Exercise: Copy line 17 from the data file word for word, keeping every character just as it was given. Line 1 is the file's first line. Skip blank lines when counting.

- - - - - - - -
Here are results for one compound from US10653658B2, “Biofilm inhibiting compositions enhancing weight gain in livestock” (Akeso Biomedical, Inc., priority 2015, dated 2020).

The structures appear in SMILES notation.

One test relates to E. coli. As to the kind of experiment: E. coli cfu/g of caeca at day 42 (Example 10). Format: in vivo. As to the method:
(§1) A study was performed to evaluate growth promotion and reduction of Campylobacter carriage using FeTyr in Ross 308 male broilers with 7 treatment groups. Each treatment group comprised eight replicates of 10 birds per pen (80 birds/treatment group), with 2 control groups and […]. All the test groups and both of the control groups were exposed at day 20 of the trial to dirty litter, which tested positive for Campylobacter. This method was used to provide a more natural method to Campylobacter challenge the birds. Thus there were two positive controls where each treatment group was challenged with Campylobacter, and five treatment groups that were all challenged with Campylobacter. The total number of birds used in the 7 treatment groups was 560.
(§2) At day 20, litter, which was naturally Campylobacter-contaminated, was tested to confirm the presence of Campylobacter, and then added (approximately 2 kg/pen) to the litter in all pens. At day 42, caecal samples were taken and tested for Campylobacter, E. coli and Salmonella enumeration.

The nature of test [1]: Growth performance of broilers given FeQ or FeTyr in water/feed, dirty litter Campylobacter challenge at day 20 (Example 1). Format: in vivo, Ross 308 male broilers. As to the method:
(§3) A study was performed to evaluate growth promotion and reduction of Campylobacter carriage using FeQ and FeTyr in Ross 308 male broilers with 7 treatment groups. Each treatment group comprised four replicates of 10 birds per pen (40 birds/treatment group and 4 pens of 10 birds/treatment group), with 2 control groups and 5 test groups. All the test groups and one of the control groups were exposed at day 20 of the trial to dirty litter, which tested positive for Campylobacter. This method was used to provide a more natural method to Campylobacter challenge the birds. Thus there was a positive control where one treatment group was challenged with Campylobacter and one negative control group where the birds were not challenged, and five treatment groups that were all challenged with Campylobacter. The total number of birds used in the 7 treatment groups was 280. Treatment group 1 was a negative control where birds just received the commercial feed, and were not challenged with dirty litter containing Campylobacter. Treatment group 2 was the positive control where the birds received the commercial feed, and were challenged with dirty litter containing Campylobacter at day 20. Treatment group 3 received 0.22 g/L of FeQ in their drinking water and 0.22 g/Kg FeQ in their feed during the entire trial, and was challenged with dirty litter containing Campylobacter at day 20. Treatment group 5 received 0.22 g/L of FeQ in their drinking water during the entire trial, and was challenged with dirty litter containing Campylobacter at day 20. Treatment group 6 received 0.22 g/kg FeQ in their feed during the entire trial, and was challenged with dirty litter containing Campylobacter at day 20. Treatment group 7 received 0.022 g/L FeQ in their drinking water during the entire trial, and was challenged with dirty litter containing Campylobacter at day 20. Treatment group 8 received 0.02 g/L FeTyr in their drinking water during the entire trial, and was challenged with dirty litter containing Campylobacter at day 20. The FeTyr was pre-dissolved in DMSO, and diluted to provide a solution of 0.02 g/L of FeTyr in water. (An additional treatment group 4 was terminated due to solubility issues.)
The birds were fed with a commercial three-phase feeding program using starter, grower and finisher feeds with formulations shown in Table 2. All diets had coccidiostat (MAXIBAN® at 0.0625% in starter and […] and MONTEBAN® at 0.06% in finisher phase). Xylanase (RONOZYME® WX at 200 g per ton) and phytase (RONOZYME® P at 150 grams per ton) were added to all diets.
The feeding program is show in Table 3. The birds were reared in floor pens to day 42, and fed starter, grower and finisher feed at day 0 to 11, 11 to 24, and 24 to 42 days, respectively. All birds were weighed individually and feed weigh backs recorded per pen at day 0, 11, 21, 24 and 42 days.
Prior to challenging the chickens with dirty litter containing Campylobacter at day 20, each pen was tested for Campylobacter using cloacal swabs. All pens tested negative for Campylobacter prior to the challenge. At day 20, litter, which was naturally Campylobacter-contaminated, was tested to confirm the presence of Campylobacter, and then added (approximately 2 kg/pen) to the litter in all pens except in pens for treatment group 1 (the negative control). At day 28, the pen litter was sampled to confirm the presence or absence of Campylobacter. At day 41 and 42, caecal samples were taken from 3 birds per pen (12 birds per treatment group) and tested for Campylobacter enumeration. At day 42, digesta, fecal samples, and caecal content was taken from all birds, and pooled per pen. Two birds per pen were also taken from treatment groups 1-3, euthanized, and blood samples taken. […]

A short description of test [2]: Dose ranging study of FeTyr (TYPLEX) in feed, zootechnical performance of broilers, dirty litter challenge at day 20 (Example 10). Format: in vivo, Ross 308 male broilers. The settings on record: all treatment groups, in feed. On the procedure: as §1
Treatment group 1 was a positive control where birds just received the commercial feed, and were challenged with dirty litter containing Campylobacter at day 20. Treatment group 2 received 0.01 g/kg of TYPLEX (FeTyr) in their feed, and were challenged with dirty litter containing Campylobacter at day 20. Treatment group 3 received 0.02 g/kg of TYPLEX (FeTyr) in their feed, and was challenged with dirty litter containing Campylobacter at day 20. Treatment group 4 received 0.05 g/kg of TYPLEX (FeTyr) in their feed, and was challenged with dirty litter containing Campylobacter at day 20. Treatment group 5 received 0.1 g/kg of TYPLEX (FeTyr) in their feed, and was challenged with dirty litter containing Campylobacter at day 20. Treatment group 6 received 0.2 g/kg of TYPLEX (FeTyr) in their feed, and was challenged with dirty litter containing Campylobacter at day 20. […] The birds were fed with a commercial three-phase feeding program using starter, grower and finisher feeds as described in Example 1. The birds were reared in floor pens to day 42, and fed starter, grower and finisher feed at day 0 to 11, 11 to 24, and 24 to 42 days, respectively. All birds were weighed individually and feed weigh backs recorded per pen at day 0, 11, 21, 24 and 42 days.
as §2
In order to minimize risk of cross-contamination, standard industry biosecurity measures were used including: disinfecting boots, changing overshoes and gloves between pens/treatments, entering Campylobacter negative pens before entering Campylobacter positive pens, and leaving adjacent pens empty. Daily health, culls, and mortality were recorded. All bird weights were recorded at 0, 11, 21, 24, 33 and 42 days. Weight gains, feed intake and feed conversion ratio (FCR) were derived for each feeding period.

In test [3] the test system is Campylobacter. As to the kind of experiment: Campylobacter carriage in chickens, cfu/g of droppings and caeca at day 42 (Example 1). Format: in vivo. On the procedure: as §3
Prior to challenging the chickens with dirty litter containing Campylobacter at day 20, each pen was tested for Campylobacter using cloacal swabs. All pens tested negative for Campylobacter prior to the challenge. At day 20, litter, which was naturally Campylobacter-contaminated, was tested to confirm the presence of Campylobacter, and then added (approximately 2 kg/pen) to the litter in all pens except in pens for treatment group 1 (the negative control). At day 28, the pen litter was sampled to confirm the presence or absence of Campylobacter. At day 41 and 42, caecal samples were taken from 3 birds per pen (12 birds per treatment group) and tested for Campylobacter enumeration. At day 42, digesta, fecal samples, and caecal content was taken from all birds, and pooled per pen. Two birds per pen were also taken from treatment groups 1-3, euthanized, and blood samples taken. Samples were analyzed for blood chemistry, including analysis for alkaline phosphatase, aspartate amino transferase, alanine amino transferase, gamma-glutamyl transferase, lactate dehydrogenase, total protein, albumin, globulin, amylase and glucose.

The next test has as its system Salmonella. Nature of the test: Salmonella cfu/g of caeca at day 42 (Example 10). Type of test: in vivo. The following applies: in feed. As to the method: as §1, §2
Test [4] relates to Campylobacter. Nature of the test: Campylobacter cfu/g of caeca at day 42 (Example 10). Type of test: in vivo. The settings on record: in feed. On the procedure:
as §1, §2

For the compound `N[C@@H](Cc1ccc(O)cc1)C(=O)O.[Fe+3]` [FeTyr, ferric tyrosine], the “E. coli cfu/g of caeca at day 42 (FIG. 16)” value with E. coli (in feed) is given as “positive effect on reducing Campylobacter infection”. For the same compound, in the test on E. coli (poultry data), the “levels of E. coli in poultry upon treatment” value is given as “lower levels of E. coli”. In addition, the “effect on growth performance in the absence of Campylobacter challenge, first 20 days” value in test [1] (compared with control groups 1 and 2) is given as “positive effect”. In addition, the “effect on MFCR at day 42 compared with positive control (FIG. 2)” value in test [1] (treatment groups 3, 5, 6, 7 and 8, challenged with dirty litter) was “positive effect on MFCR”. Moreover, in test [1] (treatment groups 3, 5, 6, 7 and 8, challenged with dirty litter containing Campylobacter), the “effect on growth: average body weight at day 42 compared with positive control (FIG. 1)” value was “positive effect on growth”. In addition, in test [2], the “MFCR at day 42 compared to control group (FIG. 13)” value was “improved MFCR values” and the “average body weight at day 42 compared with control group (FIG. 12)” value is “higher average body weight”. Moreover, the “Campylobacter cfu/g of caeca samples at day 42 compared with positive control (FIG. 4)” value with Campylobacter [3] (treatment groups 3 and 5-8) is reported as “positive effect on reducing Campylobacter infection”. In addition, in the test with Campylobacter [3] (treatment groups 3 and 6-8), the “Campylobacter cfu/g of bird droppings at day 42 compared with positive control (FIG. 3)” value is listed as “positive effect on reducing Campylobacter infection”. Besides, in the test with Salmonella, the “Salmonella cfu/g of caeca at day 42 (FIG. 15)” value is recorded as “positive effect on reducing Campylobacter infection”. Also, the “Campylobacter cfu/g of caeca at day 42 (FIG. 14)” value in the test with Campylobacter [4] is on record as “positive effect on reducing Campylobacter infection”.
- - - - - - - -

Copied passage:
The next test has as its system Salmonella. Nature of the test: Salmonella cfu/g of caeca at day 42 (Example 10). Type of test: in vivo. The following applies: in feed. As to the method: as §1, §2